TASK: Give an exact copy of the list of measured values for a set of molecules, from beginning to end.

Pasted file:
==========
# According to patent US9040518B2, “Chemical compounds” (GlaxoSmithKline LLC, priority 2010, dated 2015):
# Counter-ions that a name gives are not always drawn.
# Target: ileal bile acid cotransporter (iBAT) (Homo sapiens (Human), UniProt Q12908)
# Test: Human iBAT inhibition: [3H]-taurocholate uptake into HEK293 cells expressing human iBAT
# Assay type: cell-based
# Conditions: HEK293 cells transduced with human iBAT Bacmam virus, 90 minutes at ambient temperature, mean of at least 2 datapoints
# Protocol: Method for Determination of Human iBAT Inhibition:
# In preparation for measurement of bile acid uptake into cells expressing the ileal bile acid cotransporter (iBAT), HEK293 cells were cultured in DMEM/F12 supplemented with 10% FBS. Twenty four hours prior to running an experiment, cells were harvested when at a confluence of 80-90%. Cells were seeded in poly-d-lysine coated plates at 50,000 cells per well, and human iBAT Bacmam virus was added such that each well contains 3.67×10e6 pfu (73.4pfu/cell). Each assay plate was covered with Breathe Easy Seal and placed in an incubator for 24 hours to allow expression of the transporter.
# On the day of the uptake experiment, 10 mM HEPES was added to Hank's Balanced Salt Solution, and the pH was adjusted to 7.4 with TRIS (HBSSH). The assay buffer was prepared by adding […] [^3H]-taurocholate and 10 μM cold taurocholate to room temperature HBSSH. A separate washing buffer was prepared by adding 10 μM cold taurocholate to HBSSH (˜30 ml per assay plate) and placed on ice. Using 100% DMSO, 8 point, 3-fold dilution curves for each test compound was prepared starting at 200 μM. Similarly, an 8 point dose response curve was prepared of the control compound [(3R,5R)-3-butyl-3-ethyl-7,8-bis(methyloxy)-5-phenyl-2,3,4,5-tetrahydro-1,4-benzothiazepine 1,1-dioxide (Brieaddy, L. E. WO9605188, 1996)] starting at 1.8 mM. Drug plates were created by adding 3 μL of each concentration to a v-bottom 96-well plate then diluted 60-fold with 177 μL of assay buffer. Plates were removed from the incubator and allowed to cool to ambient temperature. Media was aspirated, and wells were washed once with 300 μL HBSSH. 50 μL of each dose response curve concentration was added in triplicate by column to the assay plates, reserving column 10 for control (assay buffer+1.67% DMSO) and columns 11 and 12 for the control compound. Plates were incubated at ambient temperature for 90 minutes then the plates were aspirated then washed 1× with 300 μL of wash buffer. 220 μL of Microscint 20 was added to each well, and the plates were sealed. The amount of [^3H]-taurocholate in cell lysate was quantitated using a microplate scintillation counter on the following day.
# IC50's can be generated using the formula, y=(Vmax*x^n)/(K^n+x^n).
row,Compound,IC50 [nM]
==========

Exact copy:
# According to patent US9040518B2, “Chemical compounds” (GlaxoSmithKline LLC, priority 2010, dated 2015):
# Counter-ions that a name gives are not always drawn.
# Target: ileal bile acid cotransporter (iBAT) (Homo sapiens (Human), UniProt Q12908)
# Test: Human iBAT inhibition: [3H]-taurocholate uptake into HEK293 cells expressing human iBAT
# Assay type: cell-based
# Conditions: HEK293 cells transduced with human iBAT Bacmam virus, 90 minutes at ambient temperature, mean of at least 2 datapoints
# Protocol: Method for Determination of Human iBAT Inhibition:
# In preparation for measurement of bile acid uptake into cells expressing the ileal bile acid cotransporter (iBAT), HEK293 cells were cultured in DMEM/F12 supplemented with 10% FBS. Twenty four hours prior to running an experiment, cells were harvested when at a confluence of 80-90%. Cells were seeded in poly-d-lysine coated plates at 50,000 cells per well, and human iBAT Bacmam virus was added such that each well contains 3.67×10e6 pfu (73.4pfu/cell). Each assay plate was covered with Breathe Easy Seal and placed in an incubator for 24 hours to allow expression of the transporter.
# On the day of the uptake experiment, 10 mM HEPES was added to Hank's Balanced Salt Solution, and the pH was adjusted to 7.4 with TRIS (HBSSH). The assay buffer was prepared by adding […] [^3H]-taurocholate and 10 μM cold taurocholate to room temperature HBSSH. A separate washing buffer was prepared by adding 10 μM cold taurocholate to HBSSH (˜30 ml per assay plate) and placed on ice. Using 100% DMSO, 8 point, 3-fold dilution curves for each test compound was prepared starting at 200 μM. Similarly, an 8 point dose response curve was prepared of the control compound [(3R,5R)-3-butyl-3-ethyl-7,8-bis(methyloxy)-5-phenyl-2,3,4,5-tetrahydro-1,4-benzothiazepine 1,1-dioxide (Brieaddy, L. E. WO9605188, 1996)] starting at 1.8 mM. Drug plates were created by adding 3 μL of each concentration to a v-bottom 96-well plate then diluted 60-fold with 177 μL of assay buffer. Plates were removed from the incubator and allowed to cool to ambient temperature. Media was aspirated, and wells were washed once with 300 μL HBSSH. 50 μL of each dose response curve concentration was added in triplicate by column to the assay plates, reserving column 10 for control (assay buffer+1.67% DMSO) and columns 11 and 12 for the control compound. Plates were incubated at ambient temperature for 90 minutes then the plates were aspirated then washed 1× with 300 μL of wash buffer. 220 μL of Microscint 20 was added to each well, and the plates were sealed. The amount of [^3H]-taurocholate in cell lysate was quantitated using a microplate scintillation counter on the following day.
# IC50's can be generated using the formula, y=(Vmax*x^n)/(K^n+x^n).
row,Compound,IC50 [nM]